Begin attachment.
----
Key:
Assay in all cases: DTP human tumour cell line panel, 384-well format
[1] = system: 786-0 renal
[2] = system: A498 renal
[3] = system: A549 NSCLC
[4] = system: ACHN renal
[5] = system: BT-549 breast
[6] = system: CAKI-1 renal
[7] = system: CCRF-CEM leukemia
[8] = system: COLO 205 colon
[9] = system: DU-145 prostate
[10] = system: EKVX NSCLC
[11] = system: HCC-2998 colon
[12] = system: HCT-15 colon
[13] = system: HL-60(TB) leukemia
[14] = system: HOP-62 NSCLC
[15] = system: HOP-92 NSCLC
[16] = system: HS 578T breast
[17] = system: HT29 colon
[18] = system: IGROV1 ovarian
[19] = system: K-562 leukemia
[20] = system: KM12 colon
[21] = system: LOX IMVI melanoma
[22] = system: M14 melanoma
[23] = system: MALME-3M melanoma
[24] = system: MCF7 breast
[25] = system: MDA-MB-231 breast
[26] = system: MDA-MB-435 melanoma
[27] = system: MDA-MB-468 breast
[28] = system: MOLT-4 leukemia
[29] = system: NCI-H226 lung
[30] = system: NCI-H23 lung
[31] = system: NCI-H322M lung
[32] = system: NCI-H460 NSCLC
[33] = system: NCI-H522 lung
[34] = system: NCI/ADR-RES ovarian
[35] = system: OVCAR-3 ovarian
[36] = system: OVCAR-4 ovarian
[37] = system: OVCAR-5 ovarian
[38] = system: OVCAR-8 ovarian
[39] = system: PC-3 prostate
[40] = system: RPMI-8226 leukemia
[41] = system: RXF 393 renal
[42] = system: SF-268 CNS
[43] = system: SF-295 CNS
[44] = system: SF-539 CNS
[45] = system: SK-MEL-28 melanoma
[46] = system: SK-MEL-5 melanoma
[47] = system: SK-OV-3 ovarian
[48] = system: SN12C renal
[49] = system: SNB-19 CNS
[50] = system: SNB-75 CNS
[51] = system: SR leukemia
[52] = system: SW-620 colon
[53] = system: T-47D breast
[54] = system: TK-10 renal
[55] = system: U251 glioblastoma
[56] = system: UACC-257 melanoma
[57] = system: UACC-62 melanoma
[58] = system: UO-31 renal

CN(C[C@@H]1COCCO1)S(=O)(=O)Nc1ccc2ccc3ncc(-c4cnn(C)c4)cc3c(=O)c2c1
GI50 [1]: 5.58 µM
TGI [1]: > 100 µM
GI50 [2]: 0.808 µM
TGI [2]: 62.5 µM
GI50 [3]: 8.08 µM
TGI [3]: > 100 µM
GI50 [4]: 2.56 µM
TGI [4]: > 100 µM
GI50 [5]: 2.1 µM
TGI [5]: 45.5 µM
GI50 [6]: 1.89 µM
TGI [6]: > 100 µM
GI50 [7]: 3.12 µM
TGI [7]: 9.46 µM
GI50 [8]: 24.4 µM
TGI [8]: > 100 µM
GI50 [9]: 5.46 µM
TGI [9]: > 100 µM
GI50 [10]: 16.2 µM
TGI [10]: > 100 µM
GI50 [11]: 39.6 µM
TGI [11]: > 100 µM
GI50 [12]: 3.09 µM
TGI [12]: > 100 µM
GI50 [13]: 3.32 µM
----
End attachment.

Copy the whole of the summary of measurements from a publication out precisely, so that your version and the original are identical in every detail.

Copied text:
Key:
Assay in all cases: DTP human tumour cell line panel, 384-well format
[1] = system: 786-0 renal
[2] = system: A498 renal
[3] = system: A549 NSCLC
[4] = system: ACHN renal
[5] = system: BT-549 breast
[6] = system: CAKI-1 renal
[7] = system: CCRF-CEM leukemia
[8] = system: COLO 205 colon
[9] = system: DU-145 prostate
[10] = system: EKVX NSCLC
[11] = system: HCC-2998 colon
[12] = system: HCT-15 colon
[13] = system: HL-60(TB) leukemia
[14] = system: HOP-62 NSCLC
[15] = system: HOP-92 NSCLC
[16] = system: HS 578T breast
[17] = system: HT29 colon
[18] = system: IGROV1 ovarian
[19] = system: K-562 leukemia
[20] = system: KM12 colon
[21] = system: LOX IMVI melanoma
[22] = system: M14 melanoma
[23] = system: MALME-3M melanoma
[24] = system: MCF7 breast
[25] = system: MDA-MB-231 breast
[26] = system: MDA-MB-435 melanoma
[27] = system: MDA-MB-468 breast
[28] = system: MOLT-4 leukemia
[29] = system: NCI-H226 lung
[30] = system: NCI-H23 lung
[31] = system: NCI-H322M lung
[32] = system: NCI-H460 NSCLC
[33] = system: NCI-H522 lung
[34] = system: NCI/ADR-RES ovarian
[35] = system: OVCAR-3 ovarian
[36] = system: OVCAR-4 ovarian
[37] = system: OVCAR-5 ovarian
[38] = system: OVCAR-8 ovarian
[39] = system: PC-3 prostate
[40] = system: RPMI-8226 leukemia
[41] = system: RXF 393 renal
[42] = system: SF-268 CNS
[43] = system: SF-295 CNS
[44] = system: SF-539 CNS
[45] = system: SK-MEL-28 melanoma
[46] = system: SK-MEL-5 melanoma
[47] = system: SK-OV-3 ovarian
[48] = system: SN12C renal
[49] = system: SNB-19 CNS
[50] = system: SNB-75 CNS
[51] = system: SR leukemia
[52] = system: SW-620 colon
[53] = system: T-47D breast
[54] = system: TK-10 renal
[55] = system: U251 glioblastoma
[56] = system: UACC-257 melanoma
[57] = system: UACC-62 melanoma
[58] = system: UO-31 renal

CN(C[C@@H]1COCCO1)S(=O)(=O)Nc1ccc2ccc3ncc(-c4cnn(C)c4)cc3c(=O)c2c1
GI50 [1]: 5.58 µM
TGI [1]: > 100 µM
GI50 [2]: 0.808 µM
TGI [2]: 62.5 µM
GI50 [3]: 8.08 µM
TGI [3]: > 100 µM
GI50 [4]: 2.56 µM
TGI [4]: > 100 µM
GI50 [5]: 2.1 µM
TGI [5]: 45.5 µM
GI50 [6]: 1.89 µM
TGI [6]: > 100 µM
GI50 [7]: 3.12 µM
TGI [7]: 9.46 µM
GI50 [8]: 24.4 µM
TGI [8]: > 100 µM
GI50 [9]: 5.46 µM
TGI [9]: > 100 µM
GI50 [10]: 16.2 µM
TGI [10]: > 100 µM
GI50 [11]: 39.6 µM
TGI [11]: > 100 µM
GI50 [12]: 3.09 µM
TGI [12]: > 100 µM
GI50 [13]: 3.32 µM